Fighting the fiery glow that burned itself into my eyes, flying the Probable Rescue
back and forth, something started to give. To break. Took me too long to realize that it was the voices on the com, the idiocy of automated flight control during times of emergency.
Flying low, avoiding wreckage – “Access violation!”
Barely keeping the ship together after an explosion slammed us into the mail slot – “Loitering. Clear the area or lethal response…”
Sure. You do that. You shoot us down. Way above a hundred refugees on board, but you just do that.
Of course, they did not. But I got tense. Angry inside.
On deck of the rescue ship, a cup of that awful coffee in my hand, I felt my grip tighten, thinking about it. Heard the plastics crack. Then, a hand on my shoulder. Another one, taking the failing cup. “Mike – relax.” A harsh voice. Hoarse. Ann. The flight deck officer, checking my face, looking guarded. “Seriously, stop. Or I ground you.” Her smile without mirth. “Besides: There is someone who owns you some coffee.” She grimaces. “Better coffee than this”, and indicates a direction.
I look up, see the kid from her crew. Remember her name. Jess. Shake my head, just slightly, barely visible, but Ann catches it. “Give her a chance. Despite her antics the last time.” She looks me in the eyes. “And, goddamn, take what is offered.”
Jess walks over, two cups in her hands. My old one vanishes with Ann. I take in her looks, the hair pushed up to show her neck, the coverall that she opened this distinct tad too much, the T-Shirt below that might be this bit too tight, her eyes that seem to shine a jiff too strongly. Then I smell the coffee. “Kitten Brand?” I cannot believe it. “Who did you kill to get that?” I close my eyes to savor the aroma, but not in time to miss her blushing, so we forget the question, as she plays over it with the bravado of the early twenties.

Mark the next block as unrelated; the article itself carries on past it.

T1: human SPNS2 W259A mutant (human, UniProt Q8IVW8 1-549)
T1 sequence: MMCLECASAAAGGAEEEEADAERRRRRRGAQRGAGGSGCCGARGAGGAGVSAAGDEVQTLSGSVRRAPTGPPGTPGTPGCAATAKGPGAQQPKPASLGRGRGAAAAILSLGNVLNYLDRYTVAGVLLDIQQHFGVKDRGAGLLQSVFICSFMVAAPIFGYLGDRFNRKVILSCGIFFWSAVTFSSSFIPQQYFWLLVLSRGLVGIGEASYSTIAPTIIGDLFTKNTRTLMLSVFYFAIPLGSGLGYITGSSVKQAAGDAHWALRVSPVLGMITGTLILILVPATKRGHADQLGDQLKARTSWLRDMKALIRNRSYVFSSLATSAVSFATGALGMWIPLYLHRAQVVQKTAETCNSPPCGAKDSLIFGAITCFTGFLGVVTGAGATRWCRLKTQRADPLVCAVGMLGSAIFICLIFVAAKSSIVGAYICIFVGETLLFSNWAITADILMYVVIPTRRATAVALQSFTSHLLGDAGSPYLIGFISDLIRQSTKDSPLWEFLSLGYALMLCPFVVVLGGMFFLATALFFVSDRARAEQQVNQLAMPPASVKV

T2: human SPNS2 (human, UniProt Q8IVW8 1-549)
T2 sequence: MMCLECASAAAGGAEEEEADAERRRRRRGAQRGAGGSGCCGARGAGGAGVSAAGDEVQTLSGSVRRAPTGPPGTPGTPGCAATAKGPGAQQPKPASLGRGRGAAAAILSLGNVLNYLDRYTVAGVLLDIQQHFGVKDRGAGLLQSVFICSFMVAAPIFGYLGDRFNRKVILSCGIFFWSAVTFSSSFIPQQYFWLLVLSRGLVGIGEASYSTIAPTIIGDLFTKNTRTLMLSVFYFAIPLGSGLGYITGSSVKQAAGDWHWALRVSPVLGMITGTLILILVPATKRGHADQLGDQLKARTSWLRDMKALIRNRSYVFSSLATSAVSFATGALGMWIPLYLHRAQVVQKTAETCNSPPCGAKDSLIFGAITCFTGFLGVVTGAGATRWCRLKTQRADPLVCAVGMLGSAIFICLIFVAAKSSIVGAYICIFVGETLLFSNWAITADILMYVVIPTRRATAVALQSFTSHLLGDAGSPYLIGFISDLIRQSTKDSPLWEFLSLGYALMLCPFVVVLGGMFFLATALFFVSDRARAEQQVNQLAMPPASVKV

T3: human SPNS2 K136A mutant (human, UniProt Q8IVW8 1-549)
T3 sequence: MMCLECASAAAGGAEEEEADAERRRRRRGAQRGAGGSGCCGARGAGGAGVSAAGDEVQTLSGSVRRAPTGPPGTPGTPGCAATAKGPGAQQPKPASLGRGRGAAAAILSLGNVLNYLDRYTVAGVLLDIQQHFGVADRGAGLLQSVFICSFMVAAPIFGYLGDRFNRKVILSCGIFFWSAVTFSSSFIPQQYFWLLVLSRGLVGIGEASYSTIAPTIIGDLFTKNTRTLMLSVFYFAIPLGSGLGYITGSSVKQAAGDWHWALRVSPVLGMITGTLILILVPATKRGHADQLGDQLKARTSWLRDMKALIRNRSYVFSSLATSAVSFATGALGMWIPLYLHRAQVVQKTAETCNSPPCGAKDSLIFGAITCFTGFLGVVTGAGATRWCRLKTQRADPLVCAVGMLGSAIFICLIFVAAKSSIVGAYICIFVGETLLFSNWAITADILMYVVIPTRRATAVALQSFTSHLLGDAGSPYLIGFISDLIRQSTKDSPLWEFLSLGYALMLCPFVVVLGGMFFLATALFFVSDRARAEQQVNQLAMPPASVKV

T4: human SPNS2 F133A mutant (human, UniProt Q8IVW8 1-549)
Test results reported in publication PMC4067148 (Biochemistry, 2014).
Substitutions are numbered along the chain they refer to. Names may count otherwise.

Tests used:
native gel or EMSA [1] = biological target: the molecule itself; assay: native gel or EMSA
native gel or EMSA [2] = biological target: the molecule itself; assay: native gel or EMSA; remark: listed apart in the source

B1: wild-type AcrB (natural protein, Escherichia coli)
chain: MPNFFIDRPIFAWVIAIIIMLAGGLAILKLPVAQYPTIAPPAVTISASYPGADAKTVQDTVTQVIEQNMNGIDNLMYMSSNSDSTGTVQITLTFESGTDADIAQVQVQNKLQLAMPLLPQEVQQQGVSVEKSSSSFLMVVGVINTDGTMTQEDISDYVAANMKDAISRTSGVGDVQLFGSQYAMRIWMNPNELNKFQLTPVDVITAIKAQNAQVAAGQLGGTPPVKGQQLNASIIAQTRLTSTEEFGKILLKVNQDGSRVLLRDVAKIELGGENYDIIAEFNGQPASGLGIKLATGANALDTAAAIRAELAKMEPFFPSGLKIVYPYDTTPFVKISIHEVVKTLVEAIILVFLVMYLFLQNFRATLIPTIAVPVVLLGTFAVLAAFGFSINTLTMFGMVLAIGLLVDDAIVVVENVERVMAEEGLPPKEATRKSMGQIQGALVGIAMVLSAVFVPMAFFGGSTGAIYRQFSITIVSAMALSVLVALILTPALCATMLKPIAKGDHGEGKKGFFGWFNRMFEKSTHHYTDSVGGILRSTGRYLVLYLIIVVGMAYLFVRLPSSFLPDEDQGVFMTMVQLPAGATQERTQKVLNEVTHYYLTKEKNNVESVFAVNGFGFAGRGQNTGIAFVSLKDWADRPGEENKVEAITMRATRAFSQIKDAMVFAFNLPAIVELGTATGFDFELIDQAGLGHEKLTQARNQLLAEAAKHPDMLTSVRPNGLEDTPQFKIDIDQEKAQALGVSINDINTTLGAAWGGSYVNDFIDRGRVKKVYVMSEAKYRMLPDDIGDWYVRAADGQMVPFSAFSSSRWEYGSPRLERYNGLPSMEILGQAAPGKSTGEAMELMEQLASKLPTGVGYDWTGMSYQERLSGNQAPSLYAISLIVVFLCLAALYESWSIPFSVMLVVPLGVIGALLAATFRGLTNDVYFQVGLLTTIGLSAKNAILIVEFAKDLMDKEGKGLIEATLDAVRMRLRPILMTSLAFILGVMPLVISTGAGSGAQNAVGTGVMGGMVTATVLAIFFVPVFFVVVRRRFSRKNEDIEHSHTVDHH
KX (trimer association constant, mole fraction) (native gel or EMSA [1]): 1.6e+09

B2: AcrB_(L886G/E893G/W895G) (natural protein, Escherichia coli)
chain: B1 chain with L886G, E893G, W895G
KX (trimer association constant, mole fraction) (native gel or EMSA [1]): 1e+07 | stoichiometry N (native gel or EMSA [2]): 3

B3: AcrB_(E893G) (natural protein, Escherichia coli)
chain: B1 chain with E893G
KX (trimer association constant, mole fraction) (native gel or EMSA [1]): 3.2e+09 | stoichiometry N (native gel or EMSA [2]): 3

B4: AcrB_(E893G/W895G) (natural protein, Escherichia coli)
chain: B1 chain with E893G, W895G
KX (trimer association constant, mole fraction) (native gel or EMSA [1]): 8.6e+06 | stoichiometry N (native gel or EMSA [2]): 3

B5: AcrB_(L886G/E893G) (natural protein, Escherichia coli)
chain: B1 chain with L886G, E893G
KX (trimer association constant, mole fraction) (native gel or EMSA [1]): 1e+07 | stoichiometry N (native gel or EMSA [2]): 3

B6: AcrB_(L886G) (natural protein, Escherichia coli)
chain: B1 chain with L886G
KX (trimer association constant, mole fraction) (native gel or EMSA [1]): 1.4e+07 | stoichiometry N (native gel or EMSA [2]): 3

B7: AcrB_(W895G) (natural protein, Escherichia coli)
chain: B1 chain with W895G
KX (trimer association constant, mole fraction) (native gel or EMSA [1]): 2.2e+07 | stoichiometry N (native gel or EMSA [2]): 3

The coffee is heaven. She lets her leg touch mine as we sit, even finds stylish words to apologize for her earlier ruse, but stumbles as she tries to explain what went on as she saw the scars. Then the bravado is back, and she catches me riding the wave of the famous coffee, the thoughts about that shine in her eyes all but forgotten.
But it returns. Betrays the tears that come as she stands there in her small clothes. It takes time until the sobs subside, until she breathes “I just needed to feel safe again” while I hold her. I know it’s the war, undeclared as it may be, hidden from most. But her eyes rest on my rank’s insignia before she closes them. The promise of the few. Broken far too often. But alive for her.
Then the messages came in. No new attacks. No new sightings of Thargoids in the bubble. Even the Eagle Eye systems had gone silent. The string of attacks was broken.
Someone cheered. Most were too exhausted.
The Probable Rescue
took flight again within minutes. The fires were still burning.
But they stopped.
Not much later, I took the ship past repair scaffolds, entering a world of dust and the glare of electro-welding, the hands too tight on the controls, fighting the instinct to go fast, to rush to the safety of the landing pad.
Judging from the reactions, I must have looked like a ghost stepping on deck. But it didn’t matter. Behind me, a T-9 approached, proud words on the side: “We move mountains.”
Operation IDA had arrived. Their first ship touched down on the station’s landing pad 07.
I could hardly imagine a more beautiful sight.